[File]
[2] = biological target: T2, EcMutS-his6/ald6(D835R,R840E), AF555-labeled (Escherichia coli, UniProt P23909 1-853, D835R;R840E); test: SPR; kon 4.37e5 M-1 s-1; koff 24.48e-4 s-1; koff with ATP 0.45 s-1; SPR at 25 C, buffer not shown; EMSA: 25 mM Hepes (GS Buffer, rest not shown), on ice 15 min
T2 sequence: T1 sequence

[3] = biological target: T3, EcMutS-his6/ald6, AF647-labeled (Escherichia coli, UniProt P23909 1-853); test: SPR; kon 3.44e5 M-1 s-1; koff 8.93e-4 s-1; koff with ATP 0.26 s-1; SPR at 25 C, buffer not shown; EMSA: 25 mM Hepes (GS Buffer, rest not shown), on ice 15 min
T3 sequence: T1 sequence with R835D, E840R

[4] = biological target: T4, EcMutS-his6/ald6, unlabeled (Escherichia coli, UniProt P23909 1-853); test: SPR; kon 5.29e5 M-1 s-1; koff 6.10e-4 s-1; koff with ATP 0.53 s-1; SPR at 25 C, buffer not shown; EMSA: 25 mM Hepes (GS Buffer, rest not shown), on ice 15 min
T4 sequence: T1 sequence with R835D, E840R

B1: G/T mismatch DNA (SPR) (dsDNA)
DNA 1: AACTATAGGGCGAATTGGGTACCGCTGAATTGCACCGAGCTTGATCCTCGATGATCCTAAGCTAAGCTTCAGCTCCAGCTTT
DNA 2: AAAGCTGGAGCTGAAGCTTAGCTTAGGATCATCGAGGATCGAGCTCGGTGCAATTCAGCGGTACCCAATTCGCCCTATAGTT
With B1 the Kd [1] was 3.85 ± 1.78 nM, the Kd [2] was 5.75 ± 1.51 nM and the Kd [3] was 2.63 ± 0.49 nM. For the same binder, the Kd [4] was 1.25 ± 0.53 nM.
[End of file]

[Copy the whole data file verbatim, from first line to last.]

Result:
[2] = biological target: T2, EcMutS-his6/ald6(D835R,R840E), AF555-labeled (Escherichia coli, UniProt P23909 1-853, D835R;R840E); test: SPR; kon 4.37e5 M-1 s-1; koff 24.48e-4 s-1; koff with ATP 0.45 s-1; SPR at 25 C, buffer not shown; EMSA: 25 mM Hepes (GS Buffer, rest not shown), on ice 15 min
T2 sequence: T1 sequence

[3] = biological target: T3, EcMutS-his6/ald6, AF647-labeled (Escherichia coli, UniProt P23909 1-853); test: SPR; kon 3.44e5 M-1 s-1; koff 8.93e-4 s-1; koff with ATP 0.26 s-1; SPR at 25 C, buffer not shown; EMSA: 25 mM Hepes (GS Buffer, rest not shown), on ice 15 min
T3 sequence: T1 sequence with R835D, E840R

[4] = biological target: T4, EcMutS-his6/ald6, unlabeled (Escherichia coli, UniProt P23909 1-853); test: SPR; kon 5.29e5 M-1 s-1; koff 6.10e-4 s-1; koff with ATP 0.53 s-1; SPR at 25 C, buffer not shown; EMSA: 25 mM Hepes (GS Buffer, rest not shown), on ice 15 min
T4 sequence: T1 sequence with R835D, E840R

B1: G/T mismatch DNA (SPR) (dsDNA)
DNA 1: AACTATAGGGCGAATTGGGTACCGCTGAATTGCACCGAGCTTGATCCTCGATGATCCTAAGCTAAGCTTCAGCTCCAGCTTT
DNA 2: AAAGCTGGAGCTGAAGCTTAGCTTAGGATCATCGAGGATCGAGCTCGGTGCAATTCAGCGGTACCCAATTCGCCCTATAGTT
With B1 the Kd [1] was 3.85 ± 1.78 nM, the Kd [2] was 5.75 ± 1.51 nM and the Kd [3] was 2.63 ± 0.49 nM. For the same binder, the Kd [4] was 1.25 ± 0.53 nM.